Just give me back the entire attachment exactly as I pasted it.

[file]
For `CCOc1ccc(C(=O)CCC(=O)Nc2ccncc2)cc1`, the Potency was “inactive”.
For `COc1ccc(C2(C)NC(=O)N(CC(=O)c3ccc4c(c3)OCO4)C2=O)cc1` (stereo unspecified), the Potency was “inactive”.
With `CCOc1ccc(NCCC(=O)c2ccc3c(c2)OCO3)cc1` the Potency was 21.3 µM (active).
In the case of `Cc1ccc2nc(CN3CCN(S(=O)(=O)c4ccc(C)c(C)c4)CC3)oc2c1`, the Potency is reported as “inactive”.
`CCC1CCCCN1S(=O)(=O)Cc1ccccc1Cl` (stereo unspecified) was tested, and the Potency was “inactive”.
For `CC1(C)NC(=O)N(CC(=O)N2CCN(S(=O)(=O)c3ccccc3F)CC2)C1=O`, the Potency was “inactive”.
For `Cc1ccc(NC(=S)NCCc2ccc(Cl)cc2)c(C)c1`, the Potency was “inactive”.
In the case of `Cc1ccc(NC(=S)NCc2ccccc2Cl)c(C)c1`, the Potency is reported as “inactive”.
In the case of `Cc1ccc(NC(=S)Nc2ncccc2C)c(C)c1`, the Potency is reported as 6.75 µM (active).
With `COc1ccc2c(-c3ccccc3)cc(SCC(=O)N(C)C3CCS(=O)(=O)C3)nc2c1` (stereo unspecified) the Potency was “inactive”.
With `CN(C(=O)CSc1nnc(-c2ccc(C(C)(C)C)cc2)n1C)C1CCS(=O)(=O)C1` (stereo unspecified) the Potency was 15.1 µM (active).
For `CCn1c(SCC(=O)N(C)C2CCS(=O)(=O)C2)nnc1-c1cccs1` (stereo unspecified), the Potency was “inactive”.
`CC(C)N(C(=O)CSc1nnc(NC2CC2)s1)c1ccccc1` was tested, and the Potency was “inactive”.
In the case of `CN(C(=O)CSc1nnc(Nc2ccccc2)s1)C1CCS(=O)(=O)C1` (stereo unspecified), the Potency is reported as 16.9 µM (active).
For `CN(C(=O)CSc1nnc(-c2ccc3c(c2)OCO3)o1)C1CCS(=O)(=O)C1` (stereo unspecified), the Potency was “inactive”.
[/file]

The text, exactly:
For `CCOc1ccc(C(=O)CCC(=O)Nc2ccncc2)cc1`, the Potency was “inactive”.
For `COc1ccc(C2(C)NC(=O)N(CC(=O)c3ccc4c(c3)OCO4)C2=O)cc1` (stereo unspecified), the Potency was “inactive”.
With `CCOc1ccc(NCCC(=O)c2ccc3c(c2)OCO3)cc1` the Potency was 21.3 µM (active).
In the case of `Cc1ccc2nc(CN3CCN(S(=O)(=O)c4ccc(C)c(C)c4)CC3)oc2c1`, the Potency is reported as “inactive”.
`CCC1CCCCN1S(=O)(=O)Cc1ccccc1Cl` (stereo unspecified) was tested, and the Potency was “inactive”.
For `CC1(C)NC(=O)N(CC(=O)N2CCN(S(=O)(=O)c3ccccc3F)CC2)C1=O`, the Potency was “inactive”.
For `Cc1ccc(NC(=S)NCCc2ccc(Cl)cc2)c(C)c1`, the Potency was “inactive”.
In the case of `Cc1ccc(NC(=S)NCc2ccccc2Cl)c(C)c1`, the Potency is reported as “inactive”.
In the case of `Cc1ccc(NC(=S)Nc2ncccc2C)c(C)c1`, the Potency is reported as 6.75 µM (active).
With `COc1ccc2c(-c3ccccc3)cc(SCC(=O)N(C)C3CCS(=O)(=O)C3)nc2c1` (stereo unspecified) the Potency was “inactive”.
With `CN(C(=O)CSc1nnc(-c2ccc(C(C)(C)C)cc2)n1C)C1CCS(=O)(=O)C1` (stereo unspecified) the Potency was 15.1 µM (active).
For `CCn1c(SCC(=O)N(C)C2CCS(=O)(=O)C2)nnc1-c1cccs1` (stereo unspecified), the Potency was “inactive”.
`CC(C)N(C(=O)CSc1nnc(NC2CC2)s1)c1ccccc1` was tested, and the Potency was “inactive”.
In the case of `CN(C(=O)CSc1nnc(Nc2ccccc2)s1)C1CCS(=O)(=O)C1` (stereo unspecified), the Potency is reported as 16.9 µM (active).
For `CN(C(=O)CSc1nnc(-c2ccc3c(c2)OCO3)o1)C1CCS(=O)(=O)C1` (stereo unspecified), the Potency was “inactive”.